Canadian Couple’s Kitchen Garden Targeted By Draconian Local Authorities

Canadian Couple's Kitchen Garden Targeted By Draconian Local Authorities

Here’s another case of government gone horribly wrong.  A Canadian couple is fighting to keep a vegetable garden they grow on their property in Drummondville, a town about 60 miles northeast of Montreal.

Earlier this spring, Michel Beauchamp and his wife, Josée Landry, planted an elaborate (and quite pretty) vegetable garden on the front lawn of their home.  It replaced a flower garden.  Because they wanted to eat better, they planted a variety of veggies, ranging from tomatoes to brussels sprouts.  Eating food from their own garden has helped each lose weight, a combined total of 100 pounds.

Canadian Couple's Kitchen Garden Targeted By Draconian Local Authorities

The government doesn’t care, however.  The deadline to remove the garden has already passed.  According to the local government, 30 per cent of the front lawn must be covered in grass.  The city has sent the couple two letters, ordering the couple to reduce the size of their vegetable garden.  After Sunday, they face fines of $100 to $300 per day.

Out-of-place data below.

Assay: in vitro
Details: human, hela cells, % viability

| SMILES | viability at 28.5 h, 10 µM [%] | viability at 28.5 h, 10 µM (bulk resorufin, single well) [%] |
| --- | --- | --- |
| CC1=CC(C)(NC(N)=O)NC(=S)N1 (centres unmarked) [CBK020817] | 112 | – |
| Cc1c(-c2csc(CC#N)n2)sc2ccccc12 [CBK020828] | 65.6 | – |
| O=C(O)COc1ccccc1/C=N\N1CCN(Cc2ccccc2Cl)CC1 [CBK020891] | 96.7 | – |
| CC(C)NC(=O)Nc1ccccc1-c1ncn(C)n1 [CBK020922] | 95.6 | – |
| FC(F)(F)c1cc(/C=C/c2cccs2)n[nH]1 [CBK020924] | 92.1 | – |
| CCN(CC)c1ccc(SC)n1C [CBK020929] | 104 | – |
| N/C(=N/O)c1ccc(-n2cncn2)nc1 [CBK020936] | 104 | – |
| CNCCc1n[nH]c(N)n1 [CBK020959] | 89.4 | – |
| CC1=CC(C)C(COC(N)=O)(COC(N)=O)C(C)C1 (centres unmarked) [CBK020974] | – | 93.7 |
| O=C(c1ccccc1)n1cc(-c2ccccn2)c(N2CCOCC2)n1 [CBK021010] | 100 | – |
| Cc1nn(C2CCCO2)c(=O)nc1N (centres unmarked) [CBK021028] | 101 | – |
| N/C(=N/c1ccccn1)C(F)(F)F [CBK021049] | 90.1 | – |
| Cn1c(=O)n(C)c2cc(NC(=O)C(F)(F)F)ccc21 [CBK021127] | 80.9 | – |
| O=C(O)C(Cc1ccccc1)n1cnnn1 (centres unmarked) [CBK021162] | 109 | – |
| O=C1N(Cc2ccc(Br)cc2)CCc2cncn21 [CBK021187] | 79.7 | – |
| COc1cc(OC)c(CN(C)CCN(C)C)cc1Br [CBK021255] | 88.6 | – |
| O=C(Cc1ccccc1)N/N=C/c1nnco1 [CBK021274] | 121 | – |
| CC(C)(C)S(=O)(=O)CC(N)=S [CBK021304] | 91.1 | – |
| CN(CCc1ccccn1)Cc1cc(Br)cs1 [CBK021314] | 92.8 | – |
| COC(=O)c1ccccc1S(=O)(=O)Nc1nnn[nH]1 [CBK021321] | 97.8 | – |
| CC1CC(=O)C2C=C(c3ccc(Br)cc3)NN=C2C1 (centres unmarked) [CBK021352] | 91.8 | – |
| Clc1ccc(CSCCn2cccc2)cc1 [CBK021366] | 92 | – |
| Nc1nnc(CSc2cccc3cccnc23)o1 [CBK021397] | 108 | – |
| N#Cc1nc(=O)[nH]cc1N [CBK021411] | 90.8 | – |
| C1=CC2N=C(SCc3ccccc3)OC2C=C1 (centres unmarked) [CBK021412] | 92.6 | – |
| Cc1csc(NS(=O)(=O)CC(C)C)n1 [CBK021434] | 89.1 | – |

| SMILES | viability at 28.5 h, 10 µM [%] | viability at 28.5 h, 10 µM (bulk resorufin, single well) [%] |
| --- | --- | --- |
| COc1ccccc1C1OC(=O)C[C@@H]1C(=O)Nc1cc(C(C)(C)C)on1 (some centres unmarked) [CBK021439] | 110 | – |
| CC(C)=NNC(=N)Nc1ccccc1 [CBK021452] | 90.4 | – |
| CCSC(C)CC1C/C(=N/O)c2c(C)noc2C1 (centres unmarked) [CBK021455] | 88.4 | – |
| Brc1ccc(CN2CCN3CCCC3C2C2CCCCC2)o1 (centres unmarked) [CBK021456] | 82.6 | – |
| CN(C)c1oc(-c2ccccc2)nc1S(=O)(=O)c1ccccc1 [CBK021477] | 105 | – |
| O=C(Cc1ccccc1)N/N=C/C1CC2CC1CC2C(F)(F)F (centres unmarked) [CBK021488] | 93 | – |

They aren’t deterred.  “It must be a right to be able to grow our vegetables on our land. It is nonsense to ban it,” said Beauchamp.  A spokesperson for the city said neighbors have complained about the garden, although Beauchamp is challenging them to on that count.  He shares his home-grown produce with the neighborhood.  And it’s hardly unsightly.

“They love it. Everybody is surprised by the kind of taste we can have from fresh vegetables,” he said.

Beyond squashing this couples healthy eating, the city plans to make it illegal to grow vegetables on front lawns anywhere in the city during the fall.  The city held public consultations on the new rule and it said no one objected.

This is what you get when you allow a nanny state.  The couple are now petitioning for the council to relax its draconian rules.  In part the petition reads:

Front yard kitchen gardens are not the problem; they’re part of the solution to healthier and more sustainable communities. Thanks for helping us to defend them.

 

Head on over and sign the petition.

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